Weird & Wacky Inventions by Jim Murphy is a gem.
I’m wrapping up January’s design thinking blitz with a focus on the fourth phase – prototyping.
(If you’re just joining us and wondering what design thinking is please visit the blog DoucetteEd Tech and read the last couple of weeks blogs to learn more. Here's the link to Paula's blog where she's review some resources that fit with the prototyping phase.)
Prototyping is about producing a product that can be tested in the real world to see if it fits with the need that was initially deemed worthy of investigation in the first place with an eye to improving the situation.
So back to Jim Murphy’s Weird & Wacky Inventions.
One of the things that make us human is the ability to solve problems and in this book, the reader is introduced to a myriad of inventions and the associated problems. These devices were all patented in the United States going all the way back to the early 1800s.
The information is presented as a quiz; there is an illustration of the invention with a wee bit of description about what the device might do or the problem it might solve. After you make a guess you turn the page and learn what is really was for.
For example, here’s one that cracked me up:
The answer is # 2(of course), a sunbather’s toe-ring. This was designed to in 1973 by Russell Greathouse to help with the problem of uneven tanning. His toe-rings looped around the big toes and prevented the legs from splaying outwards thus resulting in the unsightly appearance of uneven tan lines. The flower was purely for aesthetics. He’d thought of everything.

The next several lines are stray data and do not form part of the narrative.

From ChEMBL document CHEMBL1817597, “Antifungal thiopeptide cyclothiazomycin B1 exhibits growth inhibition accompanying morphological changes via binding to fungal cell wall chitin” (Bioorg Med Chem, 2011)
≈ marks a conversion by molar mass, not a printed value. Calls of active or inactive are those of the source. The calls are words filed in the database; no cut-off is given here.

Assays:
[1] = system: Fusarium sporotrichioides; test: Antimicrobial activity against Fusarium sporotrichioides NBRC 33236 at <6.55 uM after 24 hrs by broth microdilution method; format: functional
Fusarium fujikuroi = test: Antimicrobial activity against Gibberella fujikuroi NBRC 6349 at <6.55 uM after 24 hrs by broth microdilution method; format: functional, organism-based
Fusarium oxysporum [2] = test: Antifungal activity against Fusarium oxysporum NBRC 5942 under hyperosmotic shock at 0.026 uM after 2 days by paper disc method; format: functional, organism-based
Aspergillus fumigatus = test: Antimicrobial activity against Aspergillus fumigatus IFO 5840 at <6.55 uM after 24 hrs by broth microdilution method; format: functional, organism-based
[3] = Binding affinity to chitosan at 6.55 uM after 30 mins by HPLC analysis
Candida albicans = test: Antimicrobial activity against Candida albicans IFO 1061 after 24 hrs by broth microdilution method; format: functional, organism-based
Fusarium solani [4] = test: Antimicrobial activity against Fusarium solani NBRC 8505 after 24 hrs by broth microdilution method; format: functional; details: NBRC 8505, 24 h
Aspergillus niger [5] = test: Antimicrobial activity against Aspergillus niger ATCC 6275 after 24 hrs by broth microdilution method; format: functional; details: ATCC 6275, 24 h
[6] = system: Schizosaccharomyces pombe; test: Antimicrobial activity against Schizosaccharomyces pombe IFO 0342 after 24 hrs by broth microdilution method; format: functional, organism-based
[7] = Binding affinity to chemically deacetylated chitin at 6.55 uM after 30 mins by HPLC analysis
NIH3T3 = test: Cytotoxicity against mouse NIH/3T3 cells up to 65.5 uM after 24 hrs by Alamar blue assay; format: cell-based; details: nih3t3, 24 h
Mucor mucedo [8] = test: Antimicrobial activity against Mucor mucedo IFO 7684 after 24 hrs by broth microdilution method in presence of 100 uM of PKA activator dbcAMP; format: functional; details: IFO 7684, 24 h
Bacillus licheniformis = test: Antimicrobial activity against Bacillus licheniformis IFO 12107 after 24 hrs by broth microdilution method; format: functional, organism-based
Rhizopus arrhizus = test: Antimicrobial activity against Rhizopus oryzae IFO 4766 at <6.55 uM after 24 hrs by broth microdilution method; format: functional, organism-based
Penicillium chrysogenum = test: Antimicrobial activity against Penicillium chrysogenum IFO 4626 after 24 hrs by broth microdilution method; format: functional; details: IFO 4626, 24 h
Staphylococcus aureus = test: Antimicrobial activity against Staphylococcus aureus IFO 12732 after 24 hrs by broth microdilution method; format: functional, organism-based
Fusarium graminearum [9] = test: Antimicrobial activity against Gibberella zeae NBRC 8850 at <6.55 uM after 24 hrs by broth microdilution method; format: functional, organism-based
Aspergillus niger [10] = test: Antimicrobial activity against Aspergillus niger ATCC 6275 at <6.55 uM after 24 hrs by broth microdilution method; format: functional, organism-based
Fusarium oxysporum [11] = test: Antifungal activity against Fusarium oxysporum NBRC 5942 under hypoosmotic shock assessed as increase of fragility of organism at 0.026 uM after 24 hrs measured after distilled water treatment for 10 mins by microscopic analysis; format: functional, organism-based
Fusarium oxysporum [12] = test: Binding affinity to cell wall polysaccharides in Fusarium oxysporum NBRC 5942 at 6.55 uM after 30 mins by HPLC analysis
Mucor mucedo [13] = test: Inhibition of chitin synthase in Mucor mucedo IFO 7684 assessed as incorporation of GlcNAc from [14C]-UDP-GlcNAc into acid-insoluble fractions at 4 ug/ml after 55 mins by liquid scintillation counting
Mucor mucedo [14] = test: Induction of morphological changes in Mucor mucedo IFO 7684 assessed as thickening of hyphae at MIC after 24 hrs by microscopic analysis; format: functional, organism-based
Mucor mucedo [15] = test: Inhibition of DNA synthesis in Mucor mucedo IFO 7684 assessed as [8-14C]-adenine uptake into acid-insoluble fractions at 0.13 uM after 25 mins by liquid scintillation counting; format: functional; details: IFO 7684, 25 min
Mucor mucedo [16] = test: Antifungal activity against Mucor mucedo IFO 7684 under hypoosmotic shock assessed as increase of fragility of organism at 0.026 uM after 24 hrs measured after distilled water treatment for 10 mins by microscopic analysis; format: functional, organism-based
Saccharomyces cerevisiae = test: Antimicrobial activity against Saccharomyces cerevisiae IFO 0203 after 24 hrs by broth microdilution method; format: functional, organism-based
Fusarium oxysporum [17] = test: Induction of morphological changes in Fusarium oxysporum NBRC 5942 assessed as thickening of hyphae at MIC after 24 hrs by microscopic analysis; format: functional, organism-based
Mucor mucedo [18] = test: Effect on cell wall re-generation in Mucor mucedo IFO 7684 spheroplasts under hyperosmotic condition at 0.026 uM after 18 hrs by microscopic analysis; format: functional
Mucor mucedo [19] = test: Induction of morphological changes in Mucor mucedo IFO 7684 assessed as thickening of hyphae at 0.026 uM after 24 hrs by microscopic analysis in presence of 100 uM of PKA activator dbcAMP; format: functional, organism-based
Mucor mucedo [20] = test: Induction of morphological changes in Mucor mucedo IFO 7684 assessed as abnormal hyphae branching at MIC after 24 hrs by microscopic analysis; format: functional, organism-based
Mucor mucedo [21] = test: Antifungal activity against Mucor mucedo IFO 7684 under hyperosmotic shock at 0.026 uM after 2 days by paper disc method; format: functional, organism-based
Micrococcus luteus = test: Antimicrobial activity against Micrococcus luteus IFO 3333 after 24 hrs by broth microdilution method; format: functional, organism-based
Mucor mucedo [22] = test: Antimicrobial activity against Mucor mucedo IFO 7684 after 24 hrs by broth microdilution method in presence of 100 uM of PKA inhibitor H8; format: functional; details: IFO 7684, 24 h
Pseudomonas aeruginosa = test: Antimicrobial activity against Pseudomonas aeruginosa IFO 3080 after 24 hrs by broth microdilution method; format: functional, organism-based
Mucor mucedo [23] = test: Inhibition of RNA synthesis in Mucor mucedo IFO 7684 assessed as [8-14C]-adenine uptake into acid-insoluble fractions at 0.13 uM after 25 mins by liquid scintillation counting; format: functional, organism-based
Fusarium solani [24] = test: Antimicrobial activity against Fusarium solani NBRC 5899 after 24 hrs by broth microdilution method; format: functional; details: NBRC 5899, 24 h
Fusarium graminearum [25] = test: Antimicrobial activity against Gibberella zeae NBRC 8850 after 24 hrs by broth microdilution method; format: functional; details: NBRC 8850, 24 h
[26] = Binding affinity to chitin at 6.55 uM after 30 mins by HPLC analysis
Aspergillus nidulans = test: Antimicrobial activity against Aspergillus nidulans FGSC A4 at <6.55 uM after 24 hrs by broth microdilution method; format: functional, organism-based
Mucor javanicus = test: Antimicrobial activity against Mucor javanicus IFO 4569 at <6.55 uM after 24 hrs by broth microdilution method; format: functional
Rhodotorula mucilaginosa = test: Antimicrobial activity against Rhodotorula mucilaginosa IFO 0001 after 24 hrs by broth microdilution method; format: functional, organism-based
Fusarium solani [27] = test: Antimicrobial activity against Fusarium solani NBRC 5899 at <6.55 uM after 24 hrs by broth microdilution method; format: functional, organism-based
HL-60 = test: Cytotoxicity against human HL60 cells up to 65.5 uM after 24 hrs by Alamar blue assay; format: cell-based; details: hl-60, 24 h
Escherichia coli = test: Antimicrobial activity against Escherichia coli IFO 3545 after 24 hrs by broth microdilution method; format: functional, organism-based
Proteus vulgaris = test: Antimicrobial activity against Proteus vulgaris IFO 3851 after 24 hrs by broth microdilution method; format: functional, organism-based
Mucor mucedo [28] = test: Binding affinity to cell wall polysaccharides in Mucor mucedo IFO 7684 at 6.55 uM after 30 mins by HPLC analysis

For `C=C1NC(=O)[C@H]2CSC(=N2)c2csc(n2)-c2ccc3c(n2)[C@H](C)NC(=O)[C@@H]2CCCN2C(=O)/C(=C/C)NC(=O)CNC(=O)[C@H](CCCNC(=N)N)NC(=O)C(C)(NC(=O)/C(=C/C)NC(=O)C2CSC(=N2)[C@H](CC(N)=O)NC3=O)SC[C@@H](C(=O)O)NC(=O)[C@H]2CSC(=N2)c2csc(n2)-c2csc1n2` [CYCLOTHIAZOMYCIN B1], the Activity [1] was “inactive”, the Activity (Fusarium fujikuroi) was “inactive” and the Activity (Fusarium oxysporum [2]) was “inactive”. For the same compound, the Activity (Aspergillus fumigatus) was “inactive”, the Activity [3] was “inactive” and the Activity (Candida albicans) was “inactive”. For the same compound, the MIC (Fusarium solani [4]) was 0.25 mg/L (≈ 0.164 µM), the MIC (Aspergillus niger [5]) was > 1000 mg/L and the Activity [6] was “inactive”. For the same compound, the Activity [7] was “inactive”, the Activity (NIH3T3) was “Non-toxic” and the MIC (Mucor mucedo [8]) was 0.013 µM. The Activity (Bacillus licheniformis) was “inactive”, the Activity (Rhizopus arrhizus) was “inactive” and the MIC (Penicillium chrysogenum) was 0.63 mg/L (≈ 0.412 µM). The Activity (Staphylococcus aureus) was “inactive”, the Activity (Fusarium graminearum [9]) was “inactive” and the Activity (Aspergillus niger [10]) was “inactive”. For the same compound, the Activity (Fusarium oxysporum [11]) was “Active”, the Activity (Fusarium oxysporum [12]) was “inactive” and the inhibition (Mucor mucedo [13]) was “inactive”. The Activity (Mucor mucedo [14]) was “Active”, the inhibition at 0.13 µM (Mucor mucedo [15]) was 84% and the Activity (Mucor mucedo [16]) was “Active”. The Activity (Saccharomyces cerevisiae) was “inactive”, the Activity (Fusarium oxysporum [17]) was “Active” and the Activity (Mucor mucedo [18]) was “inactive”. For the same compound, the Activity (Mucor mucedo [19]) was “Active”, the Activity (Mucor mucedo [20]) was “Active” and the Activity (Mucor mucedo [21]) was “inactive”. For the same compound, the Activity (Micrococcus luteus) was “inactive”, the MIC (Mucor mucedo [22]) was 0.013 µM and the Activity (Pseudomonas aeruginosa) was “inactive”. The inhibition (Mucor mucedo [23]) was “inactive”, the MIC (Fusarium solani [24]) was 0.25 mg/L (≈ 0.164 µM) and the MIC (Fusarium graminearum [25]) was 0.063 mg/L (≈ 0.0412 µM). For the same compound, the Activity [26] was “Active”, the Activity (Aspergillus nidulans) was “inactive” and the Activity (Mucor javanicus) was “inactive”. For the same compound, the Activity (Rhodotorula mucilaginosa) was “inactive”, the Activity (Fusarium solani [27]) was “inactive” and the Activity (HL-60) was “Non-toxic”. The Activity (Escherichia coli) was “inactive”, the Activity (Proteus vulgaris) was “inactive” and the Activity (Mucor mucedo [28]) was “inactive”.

There are so many more inventions highlighted in the book that are ingenious, ridiculous, and amazing in their own ways. Having students browse through this will certainly give them a very good sense about idea generation and that in the prototyping phase of design thinking everything is on the table for consideration. Nothing is too crazy. You never know when a bit of one idea meshed with something else will give you an outcome you wouldn’t have come up with in any other way.
The format is very approachable and easily read, great for dipping into and browsing. The illustrations have an old-fashion quality to them which I liked but may not appeal to students. Nevertheless, I’m recommending this for upper elementary, middle grades and struggling readers in high school.
(Tell me what kid wouldn't be thrilled with a pair of jumping shoes with strong springy steel legs that would allow kids to jump farther? My track and field days would have been soooo different if I'd had these. Design in 1922 by May and George Southgate.)